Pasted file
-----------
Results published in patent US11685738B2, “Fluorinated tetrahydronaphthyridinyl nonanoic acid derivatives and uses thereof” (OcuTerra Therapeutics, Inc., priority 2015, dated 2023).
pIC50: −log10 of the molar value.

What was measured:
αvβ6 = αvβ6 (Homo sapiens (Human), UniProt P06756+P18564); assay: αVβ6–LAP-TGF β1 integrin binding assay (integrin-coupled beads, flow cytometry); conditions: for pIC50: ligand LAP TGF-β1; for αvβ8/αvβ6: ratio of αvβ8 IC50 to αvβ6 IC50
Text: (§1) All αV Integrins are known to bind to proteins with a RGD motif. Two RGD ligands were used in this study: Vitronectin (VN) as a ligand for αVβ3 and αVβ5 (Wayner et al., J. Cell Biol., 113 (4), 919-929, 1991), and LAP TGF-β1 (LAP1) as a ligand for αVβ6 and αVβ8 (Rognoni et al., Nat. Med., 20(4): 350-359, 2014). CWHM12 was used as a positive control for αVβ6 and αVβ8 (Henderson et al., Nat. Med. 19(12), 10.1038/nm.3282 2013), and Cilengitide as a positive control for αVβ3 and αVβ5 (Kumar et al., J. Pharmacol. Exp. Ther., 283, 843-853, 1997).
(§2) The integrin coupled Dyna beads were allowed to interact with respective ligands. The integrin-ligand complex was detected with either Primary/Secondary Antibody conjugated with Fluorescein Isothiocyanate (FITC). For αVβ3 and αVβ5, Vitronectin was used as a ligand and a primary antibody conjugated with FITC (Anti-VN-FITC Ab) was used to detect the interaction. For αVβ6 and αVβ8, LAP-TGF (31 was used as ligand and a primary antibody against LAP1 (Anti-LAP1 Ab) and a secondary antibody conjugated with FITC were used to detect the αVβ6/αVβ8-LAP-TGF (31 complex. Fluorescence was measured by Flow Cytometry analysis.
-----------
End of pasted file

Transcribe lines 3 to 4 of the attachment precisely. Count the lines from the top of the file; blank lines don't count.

What was measured:
αvβ6 = αvβ6 (Homo sapiens (Human), UniProt P06756+P18564); assay: αVβ6–LAP-TGF β1 integrin binding assay (integrin-coupled beads, flow cytometry); conditions: for pIC50: ligand LAP TGF-β1; for αvβ8/αvβ6: ratio of αvβ8 IC50 to αvβ6 IC50